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Delta Plans to Displace Elites with Paying Passengers in First Class

Delta’s bet that it can increase profits at the same time it undermines the loyalty of its most profitable customers is likely to end badly for all concerned.

Most elite members of Delta ‘s SkyMiles program probably didn’t pore over the airline’s recent Investor Day presentation. And of those that did, only a handful got as far as Slide 37 in the 56-slide deck. For their perseverance, they were rewarded with an ugly truth: First-class upgrades, already in scarce supply, are set to become scarcer still.

As the name suggests, the Investor Day document targets institutional investors and Wall Street analysts. It’s a compendium of performance data and rosy projections boasting of Delta’s operational and financial achievements, many of which are considerable. If you were inclined to invest in an airline company, Delta looks like a solid bet.

For current and aspiring elite SkyMiles members, however, the takeaway is decidedly negative, what investors would call a sell signal. The aforementioned Slide 37, entitled “Maximizing the Value of Our Premium Cabins,” simply depicts Delta’s current and projected paid load factors in both first class and Delta Comfort+ class. What the data portend is nothing less than the all-but-elimination of first-class upgrades.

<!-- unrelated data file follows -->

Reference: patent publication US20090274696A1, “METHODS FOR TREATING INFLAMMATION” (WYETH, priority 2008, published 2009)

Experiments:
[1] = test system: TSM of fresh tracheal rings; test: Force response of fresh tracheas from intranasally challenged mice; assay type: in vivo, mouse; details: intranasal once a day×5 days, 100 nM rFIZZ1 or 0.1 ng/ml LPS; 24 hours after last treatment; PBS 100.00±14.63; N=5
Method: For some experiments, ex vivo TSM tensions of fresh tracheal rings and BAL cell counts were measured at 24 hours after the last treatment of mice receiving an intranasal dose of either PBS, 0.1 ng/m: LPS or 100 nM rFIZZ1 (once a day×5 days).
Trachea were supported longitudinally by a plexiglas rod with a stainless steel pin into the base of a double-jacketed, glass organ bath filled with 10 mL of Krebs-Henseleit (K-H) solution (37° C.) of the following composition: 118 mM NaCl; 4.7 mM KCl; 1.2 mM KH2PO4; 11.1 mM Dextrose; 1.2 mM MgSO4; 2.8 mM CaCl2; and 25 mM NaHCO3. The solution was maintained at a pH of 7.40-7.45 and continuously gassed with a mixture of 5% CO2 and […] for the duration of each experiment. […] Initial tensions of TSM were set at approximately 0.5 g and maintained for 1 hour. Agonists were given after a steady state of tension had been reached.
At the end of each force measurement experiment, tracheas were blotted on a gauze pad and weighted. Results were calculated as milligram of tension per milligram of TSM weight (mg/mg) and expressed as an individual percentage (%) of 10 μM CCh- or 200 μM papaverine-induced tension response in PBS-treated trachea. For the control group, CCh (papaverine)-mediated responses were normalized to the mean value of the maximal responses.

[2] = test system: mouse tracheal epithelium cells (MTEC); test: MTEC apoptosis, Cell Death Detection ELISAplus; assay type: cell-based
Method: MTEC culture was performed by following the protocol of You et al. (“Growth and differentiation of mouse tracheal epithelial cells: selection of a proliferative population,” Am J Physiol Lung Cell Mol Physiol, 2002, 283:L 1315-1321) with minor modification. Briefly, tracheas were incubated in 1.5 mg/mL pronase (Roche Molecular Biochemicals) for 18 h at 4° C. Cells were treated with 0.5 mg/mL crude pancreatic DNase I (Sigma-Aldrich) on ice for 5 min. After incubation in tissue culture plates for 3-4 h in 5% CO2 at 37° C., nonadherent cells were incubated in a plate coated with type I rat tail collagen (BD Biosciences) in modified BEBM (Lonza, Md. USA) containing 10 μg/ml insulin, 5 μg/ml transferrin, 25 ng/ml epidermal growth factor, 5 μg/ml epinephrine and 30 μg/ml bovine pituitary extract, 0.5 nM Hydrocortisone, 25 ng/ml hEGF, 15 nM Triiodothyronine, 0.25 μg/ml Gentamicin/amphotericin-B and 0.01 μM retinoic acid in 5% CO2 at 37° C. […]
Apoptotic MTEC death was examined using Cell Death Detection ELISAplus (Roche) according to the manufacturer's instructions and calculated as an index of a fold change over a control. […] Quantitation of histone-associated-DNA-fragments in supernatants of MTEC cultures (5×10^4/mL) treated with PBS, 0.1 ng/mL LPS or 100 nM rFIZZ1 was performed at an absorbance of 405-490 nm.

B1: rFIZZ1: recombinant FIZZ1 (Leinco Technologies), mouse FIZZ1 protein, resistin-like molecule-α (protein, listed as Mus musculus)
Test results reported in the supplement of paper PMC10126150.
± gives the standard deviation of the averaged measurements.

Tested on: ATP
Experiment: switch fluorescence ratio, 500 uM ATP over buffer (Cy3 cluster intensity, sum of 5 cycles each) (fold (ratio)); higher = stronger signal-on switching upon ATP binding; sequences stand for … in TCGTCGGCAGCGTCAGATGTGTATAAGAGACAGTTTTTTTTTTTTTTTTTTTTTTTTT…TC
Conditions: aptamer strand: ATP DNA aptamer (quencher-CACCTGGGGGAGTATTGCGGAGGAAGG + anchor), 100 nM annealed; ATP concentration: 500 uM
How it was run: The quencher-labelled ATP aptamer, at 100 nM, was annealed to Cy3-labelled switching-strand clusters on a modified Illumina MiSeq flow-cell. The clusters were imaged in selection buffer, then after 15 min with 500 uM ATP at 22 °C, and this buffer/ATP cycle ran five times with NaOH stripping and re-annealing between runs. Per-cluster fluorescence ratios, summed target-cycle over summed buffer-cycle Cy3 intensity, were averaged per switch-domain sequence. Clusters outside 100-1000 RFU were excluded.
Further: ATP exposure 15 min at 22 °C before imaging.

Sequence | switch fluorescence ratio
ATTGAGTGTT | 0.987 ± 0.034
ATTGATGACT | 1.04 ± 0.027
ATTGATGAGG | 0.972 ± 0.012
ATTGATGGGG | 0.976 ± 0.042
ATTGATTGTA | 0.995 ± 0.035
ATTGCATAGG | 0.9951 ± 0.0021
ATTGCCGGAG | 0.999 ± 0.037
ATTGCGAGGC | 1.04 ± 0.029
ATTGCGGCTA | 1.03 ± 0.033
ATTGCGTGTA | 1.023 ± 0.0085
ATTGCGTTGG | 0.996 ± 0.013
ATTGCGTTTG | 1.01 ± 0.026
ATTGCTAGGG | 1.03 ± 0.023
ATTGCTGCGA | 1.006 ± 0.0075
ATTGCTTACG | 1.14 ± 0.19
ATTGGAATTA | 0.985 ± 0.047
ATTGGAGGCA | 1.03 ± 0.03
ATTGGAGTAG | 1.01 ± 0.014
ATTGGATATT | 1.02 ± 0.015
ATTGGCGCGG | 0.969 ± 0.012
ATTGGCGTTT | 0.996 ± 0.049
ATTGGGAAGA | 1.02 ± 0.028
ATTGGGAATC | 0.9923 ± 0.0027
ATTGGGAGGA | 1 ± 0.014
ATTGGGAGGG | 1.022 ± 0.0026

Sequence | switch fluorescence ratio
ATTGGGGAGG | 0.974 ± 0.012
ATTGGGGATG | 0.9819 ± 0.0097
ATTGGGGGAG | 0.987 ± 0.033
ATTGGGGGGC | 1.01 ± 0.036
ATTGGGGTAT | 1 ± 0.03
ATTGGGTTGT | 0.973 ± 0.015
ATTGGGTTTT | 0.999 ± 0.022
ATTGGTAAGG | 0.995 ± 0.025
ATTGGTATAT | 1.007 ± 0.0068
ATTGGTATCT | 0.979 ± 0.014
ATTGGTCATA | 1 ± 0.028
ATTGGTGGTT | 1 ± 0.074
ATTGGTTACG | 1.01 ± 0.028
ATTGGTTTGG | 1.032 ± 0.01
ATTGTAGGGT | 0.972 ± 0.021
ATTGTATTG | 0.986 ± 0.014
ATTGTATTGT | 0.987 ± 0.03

Consider:

  • The first-class paid load factor will increase from 57 percent at the end of 2015 to 70 percent in 2018.
  • Over the same period, the paid load factor in Comfort+ will increase from 36 percent to 50 percent.

On a B757-200, the most-flown jet in Delta’s fleet, the typical first-class cabin is fitted with either 22 or 24 seats. That means the number of unsold first-class seats available for elite upgrades will decrease from nine or 10 seats to six or seven per flight. That’s conservatively described as a change from bad to worse.

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As difficult as first-class upgrades are to come by today, there’s at least a degree of certainty that an upgrade to Comfort+ is a realistic backup expectation. But with the targeted increase in paid Comfort+ load factors, that option will become significantly less viable as well.

As any good business must, Delta is simply maximizing the revenue potential of its assets, in this case its premium seats. But if it’s successful in selling 70 percent of its first-class seats, and 50 percent of its Comfort+ seats, it will be at the expense of complimentary elite upgrades, the signature perk enjoyed by the airline’s best customers.

Delta is betting it can increase profits at the same time as it undermines the loyalty of its most profitable customers. It’s hard to imagine this strategy ending well for either Delta or for SkyMiles members.

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After 20 years working in the travel industry, and 15 years writing about it, Tim Winship knows a thing or two about travel. Follow him on Twitter @twinship.

By Tim Winship

After 20 years working in the travel industry, and 15 years writing about it, Tim Winship knows a thing or two about travel. Follow him on Twitter @twinship.